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AMD R600/700 2D Performance: Open vs. Closed Drivers

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  • AMD R600/700 2D Performance: Open vs. Closed Drivers

    Phoronix: AMD R600/700 2D Performance: Open vs. Closed Drivers

    While the ATI Radeon HD 5800 graphics cards were introduced last week, the open-source support for the Radeon HD 2000/3000/4000 series is finally maturing. The Linux 2.6.32 kernel will feature kernel mode-setting support for these ATI R600/700 graphics processors as well as the DRM support for allowing 3D acceleration. The classic Mesa support for the Radeon HD 2000 through Radeon HD 4000 series is maturing and is now able to run basic OpenGL games and applications, while the Gallium3D support is still a ways out. However, now that there is finally the Catalyst 9.10 driver within Ubuntu Karmic Koala that supports the latest kernel, we are finally able to directly compare the performance of AMD's Catalyst driver and that of the latest open-source code. In this article we have benchmarks showing the 2D performance between these two driver options with both an R600 and R700 graphics card.

    http://www.phoronix.com/vr.php?view=14223

  • #2
    AFAIK X Server from git/1.7 contains improvements for EXA. So performance should be even better.

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    • #3
      Interesting test. Btw. it would be nice to see some simple 3D benchmark (Open Arena, Urban Terror etc.) to see if Catalyst is much faster there.

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      • #4
        I can't say I'm surprised.

        I own a Radeon HD 4650, and have tested the Catalyst 9.9 driver against it at least. The performance is not good!. World of Warcraft's Launcher program has a very large picture on it, and fglrx takes ages to display it. You can practically see it being drawn, a line of pixels at a time.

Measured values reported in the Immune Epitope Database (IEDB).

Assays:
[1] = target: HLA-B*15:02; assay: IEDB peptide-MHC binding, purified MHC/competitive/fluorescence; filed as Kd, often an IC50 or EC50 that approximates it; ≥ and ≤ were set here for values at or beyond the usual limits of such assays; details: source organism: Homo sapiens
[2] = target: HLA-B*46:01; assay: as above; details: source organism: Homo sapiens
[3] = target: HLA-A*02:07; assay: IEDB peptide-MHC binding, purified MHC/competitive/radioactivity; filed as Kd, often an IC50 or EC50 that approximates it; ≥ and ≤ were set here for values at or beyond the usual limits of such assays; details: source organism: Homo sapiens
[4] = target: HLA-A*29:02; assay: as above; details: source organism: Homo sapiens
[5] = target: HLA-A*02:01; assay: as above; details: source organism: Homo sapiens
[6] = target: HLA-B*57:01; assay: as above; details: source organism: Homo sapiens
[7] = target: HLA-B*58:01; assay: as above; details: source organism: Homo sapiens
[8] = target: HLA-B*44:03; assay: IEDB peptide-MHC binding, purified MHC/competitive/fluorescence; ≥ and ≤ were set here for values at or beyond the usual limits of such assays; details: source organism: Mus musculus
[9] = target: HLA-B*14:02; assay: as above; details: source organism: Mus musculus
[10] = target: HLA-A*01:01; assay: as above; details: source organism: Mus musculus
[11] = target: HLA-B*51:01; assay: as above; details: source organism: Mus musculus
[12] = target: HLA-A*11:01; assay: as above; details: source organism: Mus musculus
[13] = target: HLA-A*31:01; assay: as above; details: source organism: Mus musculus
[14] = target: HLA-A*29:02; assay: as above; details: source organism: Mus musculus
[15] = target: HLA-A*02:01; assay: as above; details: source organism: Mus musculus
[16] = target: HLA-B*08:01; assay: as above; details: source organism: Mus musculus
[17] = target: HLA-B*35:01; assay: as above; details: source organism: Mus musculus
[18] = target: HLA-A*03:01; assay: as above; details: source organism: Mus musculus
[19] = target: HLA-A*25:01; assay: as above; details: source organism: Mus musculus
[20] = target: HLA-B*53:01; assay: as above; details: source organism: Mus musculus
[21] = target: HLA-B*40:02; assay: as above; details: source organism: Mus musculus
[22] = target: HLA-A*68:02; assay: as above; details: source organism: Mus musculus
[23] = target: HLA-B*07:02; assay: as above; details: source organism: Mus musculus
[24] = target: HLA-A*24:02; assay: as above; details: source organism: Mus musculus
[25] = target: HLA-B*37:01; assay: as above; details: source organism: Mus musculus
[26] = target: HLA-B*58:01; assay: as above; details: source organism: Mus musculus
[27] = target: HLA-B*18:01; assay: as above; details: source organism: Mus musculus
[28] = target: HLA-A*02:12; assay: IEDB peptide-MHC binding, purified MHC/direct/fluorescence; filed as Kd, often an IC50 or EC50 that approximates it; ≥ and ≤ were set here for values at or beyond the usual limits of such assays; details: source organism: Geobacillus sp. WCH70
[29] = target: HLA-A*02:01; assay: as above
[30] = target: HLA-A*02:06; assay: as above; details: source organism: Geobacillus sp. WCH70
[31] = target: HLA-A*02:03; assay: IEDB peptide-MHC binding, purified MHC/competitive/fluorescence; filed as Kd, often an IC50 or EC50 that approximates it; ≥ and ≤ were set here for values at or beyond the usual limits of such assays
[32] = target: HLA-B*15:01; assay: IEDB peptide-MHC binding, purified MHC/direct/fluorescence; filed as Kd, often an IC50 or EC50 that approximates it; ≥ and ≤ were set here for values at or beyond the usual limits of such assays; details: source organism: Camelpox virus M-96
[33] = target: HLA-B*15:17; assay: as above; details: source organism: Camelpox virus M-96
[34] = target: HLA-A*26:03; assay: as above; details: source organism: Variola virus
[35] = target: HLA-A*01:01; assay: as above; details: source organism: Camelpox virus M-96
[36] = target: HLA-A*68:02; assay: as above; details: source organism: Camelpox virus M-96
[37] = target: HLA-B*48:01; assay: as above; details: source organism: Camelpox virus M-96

My Radeon 9550 dances rings around the HD 4650 at this task; and the 9550 is using the OSS driver. You can imagine that an ordinary desktop with the HD 4650 is somewhat less than "snappy".

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        • #5
          fglrx is the worst driver that you can use. the not tested things are much more important like proper xv support (opengl is too slow on lowend cards for hd content). i also wait for working vdpau / vaapi support. for hd content with really high bitrates (vc1/h264 over 30 mbit/s) i can watch em in most cases with radeon oss + xv, but some only work with vdpau without losing a/v sync. I don't know what's the exact reason when a E8400 + xv is not enough - maybe the software decoder has got some problems in rare cases.

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          • #6
            Wow, this sure is surprising!

            Given the fact that 2D is done on 3D acceleration on the latest ATI cards, does that mean that basic 3D 'stuff' is als faster than Catalyst with the FLOSS drivers?

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            • #7
              Originally posted by V!NCENT View Post
              Wow, this sure is surprising!

              Given the fact that 2D is done on 3D acceleration on the latest ATI cards, does that mean that basic 3D 'stuff' is als faster than Catalyst with the FLOSS drivers?
              No. 2D acceleration is done on the 3D engine on the card; making a fast 3D acceleration implementation is still as hard as ever.

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              • #8
                I can hardly disagree, but...

                Originally posted by Kano View Post
                fglrx is the worst driver that you can use. the not tested things are much more important like proper xv support (opengl is too slow on lowend cards for hd content).
                fglrx's OpenGL support on the HD 4650 is better than Mesa's ATM. The WoW Launcher might render one line at the time with fglrx, but WoW itself gives me about 20 fps in front of the bank in IronForge.

                Eh, hang on...!?

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                • #9
                  Are we going to see benchmarks like this for other cards? It'll be interesting to see if nVidia's blob 2D performance has become acceptable relative to the other drivers since KDE4.0 was released.

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                  • #10
                    NVidia's later binary drivers perform very well now, at least in my experience. A benchmark would be still be interesting, of course.

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